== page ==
My initial thoughts in drawing with this new medium was a feeling of ‘apprehension’ and I knew instantly why most people would not pursue it for long enough. Fast forwards four years and I have learnt so much in digital drawing and feel that this medium is more versatile and sophisticated than any other art mediums. It is a medium that takes your creative skills to new heights and would encourage all artists and beginners to give it a try.
Have a look at the following posts that I wrote on the subject of my journey into digital drawing:
The above article sums up my entire journey and how I managed to rapidly develop my new skills in this medium. Keep in mind that I wasn’t drawing incessantly every day, I would have gaps of weeks and even months between my drawings. However, I had reasons to draw on a daily basis as I was maintaining a YouTube channel. Having worked on this new medium, I found that skills in this digital medium can be developed more rapidly than using traditional materials. Here is a myth that many budding digital artists hold with regards to digital drawing. They feel that the ‘app’ with all the features is going to make them a great artist and their questions always stems around the technical aspects of the drawing app and not the final result which are the drawings! I will talk more on these points later on in the post, so you can get the proper guidance to make your journey easier and quicker. Before I do this, let me talk more about the Paintology app which I have been using to make most of my drawings and paintings.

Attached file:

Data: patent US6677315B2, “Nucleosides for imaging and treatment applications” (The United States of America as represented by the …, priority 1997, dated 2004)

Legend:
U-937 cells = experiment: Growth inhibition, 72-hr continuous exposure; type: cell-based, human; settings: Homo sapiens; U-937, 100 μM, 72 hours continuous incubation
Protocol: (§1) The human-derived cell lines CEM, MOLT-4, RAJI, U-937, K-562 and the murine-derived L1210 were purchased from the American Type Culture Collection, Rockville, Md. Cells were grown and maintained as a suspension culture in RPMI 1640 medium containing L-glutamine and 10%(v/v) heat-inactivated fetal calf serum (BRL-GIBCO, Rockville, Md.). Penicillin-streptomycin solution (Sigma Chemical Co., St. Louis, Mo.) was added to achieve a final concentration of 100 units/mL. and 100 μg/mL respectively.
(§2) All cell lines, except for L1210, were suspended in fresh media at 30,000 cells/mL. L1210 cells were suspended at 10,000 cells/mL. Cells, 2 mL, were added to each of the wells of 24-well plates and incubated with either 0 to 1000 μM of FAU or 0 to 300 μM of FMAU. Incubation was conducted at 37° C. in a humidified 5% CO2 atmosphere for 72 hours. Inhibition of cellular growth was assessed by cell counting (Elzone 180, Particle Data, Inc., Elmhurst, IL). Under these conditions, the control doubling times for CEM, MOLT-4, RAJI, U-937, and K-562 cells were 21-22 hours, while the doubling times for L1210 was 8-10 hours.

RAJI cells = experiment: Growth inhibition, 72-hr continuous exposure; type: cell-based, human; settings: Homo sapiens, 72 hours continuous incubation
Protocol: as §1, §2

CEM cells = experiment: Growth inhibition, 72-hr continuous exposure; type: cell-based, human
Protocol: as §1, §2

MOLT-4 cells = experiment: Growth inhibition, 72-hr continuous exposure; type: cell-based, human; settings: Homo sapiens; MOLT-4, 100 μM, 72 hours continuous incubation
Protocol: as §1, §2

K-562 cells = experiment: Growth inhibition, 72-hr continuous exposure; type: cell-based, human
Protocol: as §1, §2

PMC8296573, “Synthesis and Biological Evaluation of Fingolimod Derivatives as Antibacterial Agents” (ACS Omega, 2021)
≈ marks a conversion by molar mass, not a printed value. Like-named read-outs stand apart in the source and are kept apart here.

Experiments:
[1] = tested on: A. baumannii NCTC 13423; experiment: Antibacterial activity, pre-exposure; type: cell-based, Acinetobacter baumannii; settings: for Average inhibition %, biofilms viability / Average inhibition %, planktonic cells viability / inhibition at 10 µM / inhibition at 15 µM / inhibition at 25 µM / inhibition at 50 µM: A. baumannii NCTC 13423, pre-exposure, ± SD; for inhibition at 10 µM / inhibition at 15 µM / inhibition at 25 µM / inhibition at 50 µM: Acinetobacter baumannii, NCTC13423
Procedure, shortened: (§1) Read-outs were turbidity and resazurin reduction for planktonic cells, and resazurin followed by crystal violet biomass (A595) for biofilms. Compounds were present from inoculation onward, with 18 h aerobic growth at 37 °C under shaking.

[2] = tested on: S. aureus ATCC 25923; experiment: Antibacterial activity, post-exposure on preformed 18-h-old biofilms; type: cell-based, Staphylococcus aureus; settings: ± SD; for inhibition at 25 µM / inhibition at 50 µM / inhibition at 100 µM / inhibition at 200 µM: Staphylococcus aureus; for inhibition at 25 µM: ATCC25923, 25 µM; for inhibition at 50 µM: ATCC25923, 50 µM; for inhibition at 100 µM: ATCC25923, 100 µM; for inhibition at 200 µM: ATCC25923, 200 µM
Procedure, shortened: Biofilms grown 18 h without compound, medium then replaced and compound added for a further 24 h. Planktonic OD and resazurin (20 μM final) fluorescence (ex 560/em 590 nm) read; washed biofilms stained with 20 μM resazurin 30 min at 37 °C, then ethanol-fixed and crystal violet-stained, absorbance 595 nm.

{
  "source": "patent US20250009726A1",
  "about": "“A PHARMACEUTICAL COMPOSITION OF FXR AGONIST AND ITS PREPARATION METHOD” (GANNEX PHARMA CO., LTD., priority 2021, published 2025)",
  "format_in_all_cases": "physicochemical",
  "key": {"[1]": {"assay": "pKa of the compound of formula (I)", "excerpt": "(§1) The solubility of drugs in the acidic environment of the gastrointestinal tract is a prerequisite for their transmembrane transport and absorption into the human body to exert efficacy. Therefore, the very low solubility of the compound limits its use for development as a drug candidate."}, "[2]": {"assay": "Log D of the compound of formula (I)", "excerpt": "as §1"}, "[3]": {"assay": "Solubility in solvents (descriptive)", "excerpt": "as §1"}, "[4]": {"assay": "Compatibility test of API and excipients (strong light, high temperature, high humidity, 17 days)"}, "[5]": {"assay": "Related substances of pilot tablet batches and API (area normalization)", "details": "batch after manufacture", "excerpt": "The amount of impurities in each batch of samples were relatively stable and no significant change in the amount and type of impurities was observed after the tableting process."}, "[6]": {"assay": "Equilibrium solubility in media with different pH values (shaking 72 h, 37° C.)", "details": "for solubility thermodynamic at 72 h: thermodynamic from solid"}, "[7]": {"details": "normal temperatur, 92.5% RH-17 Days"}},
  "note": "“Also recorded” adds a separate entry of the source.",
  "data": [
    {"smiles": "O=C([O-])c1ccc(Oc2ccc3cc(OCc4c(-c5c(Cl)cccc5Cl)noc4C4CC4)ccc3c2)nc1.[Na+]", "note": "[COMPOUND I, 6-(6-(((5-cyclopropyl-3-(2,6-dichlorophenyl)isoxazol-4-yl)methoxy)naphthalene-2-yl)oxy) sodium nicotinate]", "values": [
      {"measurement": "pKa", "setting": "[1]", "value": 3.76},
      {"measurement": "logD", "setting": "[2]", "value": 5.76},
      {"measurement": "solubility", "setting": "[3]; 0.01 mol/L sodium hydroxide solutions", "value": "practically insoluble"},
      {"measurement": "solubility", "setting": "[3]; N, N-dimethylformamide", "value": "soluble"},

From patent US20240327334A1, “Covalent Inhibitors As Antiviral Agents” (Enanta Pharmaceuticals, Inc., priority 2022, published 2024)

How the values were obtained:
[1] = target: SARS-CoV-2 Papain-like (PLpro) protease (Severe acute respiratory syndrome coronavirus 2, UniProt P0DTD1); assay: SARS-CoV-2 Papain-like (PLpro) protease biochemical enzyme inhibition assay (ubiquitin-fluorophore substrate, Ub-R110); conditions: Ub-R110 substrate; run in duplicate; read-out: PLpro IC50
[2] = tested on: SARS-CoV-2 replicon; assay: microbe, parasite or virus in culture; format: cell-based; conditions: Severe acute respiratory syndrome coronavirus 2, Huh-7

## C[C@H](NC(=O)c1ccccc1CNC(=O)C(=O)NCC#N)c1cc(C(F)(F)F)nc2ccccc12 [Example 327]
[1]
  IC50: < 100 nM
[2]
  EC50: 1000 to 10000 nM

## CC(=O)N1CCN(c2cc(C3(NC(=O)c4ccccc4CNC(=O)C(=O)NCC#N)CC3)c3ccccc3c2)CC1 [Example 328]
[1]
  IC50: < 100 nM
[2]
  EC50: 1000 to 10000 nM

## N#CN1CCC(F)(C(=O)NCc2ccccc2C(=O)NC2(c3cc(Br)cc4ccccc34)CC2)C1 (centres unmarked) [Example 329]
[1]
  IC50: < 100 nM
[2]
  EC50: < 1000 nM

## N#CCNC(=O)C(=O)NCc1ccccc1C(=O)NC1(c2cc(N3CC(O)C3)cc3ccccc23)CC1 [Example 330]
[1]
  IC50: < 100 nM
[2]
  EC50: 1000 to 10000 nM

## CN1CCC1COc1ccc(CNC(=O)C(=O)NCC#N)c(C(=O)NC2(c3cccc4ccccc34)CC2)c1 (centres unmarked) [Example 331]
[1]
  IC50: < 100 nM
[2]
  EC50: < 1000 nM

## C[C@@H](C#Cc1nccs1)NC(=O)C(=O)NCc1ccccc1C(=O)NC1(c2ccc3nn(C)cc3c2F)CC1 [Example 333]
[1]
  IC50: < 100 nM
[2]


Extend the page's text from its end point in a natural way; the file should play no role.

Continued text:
The Paintology app is available for your Android devices on the Google play store and you can find links at the end of this article. The next section will talk a little bit about how the app evolved in particular to my interest in traditional drawing & painting with acrylics, watercolors, pastels, charcoals etc.
The Paintology drawing app
This drawing app was created in 2012 when drawing apps were making inroads due to the popularity of the tablet from Apple and Android device manufacturers. My aim of this drawing app was to encourage people who loved drawing to have an easy interface to draw on their tablets. At that time, the smartphones were a bit too small to enable serious drawings but tablets were of a good size that enabled easy digital drawing for most people. Encouraged by this movement, the Paintology app was born and grew rapidly in the first few months. You can read about the early drawings and videos in the links below.